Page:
Missouri Roman Catholic Bishops to pols: Curb your anti-immigration talk

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Posted in * Culture-Watch, * Economics, Politics, * Religion News & Commentary, Law & Legal Issues, Other Churches, Politics in General, Roman Catholic, US Presidential Election 2008

19 comments on “Missouri Roman Catholic Bishops to pols: Curb your anti-immigration talk

  1. Words Matter says:

    I await the New York Times editorial deploring this violation of church-state separation.

  2. Katherine says:

    Don’t hold your breath while you wait, Words Matter. We’d hate to lose you.

    So, it is the opinion of Missouri’s Catholic bishops that the United States has no right to legally enforce its sovereignty at its borders, and that law enforcement within the country may not enforce the country’s laws. Thanks a lot, bishops.

  3. Larry Morse says:

    Their humanitarian posture is admirable. On the other hand, their undertaking to control politics is what happens when a church forgets, once again, the necessity to render to Caesar those things which are his. LM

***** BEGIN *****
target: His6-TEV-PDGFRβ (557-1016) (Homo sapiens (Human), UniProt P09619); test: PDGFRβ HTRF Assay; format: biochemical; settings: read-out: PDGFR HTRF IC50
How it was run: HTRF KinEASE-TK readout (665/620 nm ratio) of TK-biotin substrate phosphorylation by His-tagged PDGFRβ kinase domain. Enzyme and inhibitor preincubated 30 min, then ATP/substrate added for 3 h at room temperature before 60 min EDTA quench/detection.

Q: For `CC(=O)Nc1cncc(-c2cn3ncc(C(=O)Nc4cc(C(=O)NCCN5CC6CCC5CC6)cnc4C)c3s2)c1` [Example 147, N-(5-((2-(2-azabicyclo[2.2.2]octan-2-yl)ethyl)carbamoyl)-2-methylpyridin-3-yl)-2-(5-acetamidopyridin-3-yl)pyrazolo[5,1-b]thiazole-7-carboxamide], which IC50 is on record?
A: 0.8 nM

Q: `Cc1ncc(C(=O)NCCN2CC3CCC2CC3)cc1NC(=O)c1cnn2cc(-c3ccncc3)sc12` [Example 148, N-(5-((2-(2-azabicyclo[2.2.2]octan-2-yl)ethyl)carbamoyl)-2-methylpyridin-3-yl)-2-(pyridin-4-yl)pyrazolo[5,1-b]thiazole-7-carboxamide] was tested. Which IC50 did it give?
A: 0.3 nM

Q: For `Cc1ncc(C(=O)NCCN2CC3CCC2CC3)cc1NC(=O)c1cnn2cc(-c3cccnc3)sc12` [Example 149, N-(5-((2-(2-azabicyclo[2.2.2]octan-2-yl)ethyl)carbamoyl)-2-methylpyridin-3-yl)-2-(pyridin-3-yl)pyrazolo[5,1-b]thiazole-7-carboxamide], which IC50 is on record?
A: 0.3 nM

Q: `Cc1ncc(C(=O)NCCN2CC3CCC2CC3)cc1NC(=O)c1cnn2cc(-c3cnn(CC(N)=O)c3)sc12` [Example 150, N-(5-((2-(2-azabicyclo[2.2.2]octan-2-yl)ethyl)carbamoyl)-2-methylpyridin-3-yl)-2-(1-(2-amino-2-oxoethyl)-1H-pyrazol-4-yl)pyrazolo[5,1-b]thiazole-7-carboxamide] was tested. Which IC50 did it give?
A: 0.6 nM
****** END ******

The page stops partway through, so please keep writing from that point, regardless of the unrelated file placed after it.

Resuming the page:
4. Dave B says:

    There is no one making anti immigration speechs. There are people making an effort to prevent people from becoming criminals by illegally entering the USA.

  5. Charles says:

    There are many people who believe the Creeds, both Anglican and Catholic, who believe that current immigration law is unjust and unChristian. Of course, #2, the bishops believe that the US has a *right* to legally enforce its sovereignty at its borders, but they, like me, believe that allowing immigrants into the country doesn’t threaten its sovereignty!!!

  6. libraryjim says:

    American immigration laws do need reform (e.g., an expanded ‘guest worker’ program and streamlined path to citizenship for those already in the system), but the answer is not ‘open borders’ nor is it to turn a blind eye to those who come into the country illegally, breaking the laws of the country, and flaunting them while here. My dad has become quite the activist against illegal aliens after seeing how they have taken over his neighborhood in South Florida.

    How about American Bishops to Mexico: reform your laws to make it easier for your people to want to stay home and become productive citizens there?

  7. Philip Snyder says:

    I am not anti-immigration. I am very much pro-immigration. I am anti-illegal immigration. When you entry this country illegally, you put yourself in a very bad position where you are open to exploitation by every unscruplous person you meet. You cannot avail yourself of the legal protections that citizen and legal immigrants have.